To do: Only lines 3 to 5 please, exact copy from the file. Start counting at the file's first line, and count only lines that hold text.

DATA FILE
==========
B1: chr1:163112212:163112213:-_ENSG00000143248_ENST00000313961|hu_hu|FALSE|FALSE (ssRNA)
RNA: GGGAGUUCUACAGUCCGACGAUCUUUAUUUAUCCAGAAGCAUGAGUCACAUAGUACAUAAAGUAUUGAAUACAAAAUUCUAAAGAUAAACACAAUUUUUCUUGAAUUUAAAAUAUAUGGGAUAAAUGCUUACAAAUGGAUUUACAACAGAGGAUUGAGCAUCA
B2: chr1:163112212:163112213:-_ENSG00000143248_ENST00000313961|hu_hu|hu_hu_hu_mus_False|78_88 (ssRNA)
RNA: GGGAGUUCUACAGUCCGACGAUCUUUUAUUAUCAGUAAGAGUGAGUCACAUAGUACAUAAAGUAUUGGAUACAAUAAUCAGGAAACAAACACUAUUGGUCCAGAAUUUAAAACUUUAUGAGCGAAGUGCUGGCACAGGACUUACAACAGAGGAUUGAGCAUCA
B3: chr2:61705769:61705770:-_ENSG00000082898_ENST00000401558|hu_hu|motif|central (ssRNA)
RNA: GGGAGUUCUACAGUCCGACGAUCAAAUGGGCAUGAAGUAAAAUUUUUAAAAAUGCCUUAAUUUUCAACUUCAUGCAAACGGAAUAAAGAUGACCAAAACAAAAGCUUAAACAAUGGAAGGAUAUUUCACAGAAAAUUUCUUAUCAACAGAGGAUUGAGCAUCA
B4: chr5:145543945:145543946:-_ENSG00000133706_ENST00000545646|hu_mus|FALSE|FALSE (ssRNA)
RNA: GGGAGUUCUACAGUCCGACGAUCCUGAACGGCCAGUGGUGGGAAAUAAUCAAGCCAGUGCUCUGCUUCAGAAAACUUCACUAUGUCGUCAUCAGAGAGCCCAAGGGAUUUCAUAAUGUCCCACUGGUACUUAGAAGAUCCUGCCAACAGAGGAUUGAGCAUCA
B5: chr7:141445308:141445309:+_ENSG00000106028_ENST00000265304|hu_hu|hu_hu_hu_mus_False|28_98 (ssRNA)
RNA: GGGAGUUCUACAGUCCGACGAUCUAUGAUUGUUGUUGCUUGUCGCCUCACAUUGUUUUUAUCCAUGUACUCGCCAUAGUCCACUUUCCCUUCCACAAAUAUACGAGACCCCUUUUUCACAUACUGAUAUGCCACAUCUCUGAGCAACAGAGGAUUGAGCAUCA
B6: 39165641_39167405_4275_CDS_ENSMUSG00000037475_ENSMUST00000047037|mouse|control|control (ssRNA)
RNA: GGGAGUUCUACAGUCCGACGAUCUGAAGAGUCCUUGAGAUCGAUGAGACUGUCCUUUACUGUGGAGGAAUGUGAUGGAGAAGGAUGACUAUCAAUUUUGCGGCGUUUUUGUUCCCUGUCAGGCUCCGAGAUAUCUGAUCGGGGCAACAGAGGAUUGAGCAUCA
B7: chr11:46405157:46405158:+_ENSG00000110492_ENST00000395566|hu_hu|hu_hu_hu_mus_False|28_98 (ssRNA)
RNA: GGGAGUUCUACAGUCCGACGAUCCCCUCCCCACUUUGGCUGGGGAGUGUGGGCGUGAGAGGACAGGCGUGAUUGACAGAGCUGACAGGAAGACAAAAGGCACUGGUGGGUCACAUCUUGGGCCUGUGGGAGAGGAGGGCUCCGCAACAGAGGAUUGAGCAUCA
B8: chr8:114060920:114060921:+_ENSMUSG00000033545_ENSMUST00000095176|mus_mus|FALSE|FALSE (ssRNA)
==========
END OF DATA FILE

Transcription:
B2: chr1:163112212:163112213:-_ENSG00000143248_ENST00000313961|hu_hu|hu_hu_hu_mus_False|78_88 (ssRNA)
RNA: GGGAGUUCUACAGUCCGACGAUCUUUUAUUAUCAGUAAGAGUGAGUCACAUAGUACAUAAAGUAUUGGAUACAAUAAUCAGGAAACAAACACUAUUGGUCCAGAAUUUAAAACUUUAUGAGCGAAGUGCUGGCACAGGACUUACAACAGAGGAUUGAGCAUCA
B3: chr2:61705769:61705770:-_ENSG00000082898_ENST00000401558|hu_hu|motif|central (ssRNA)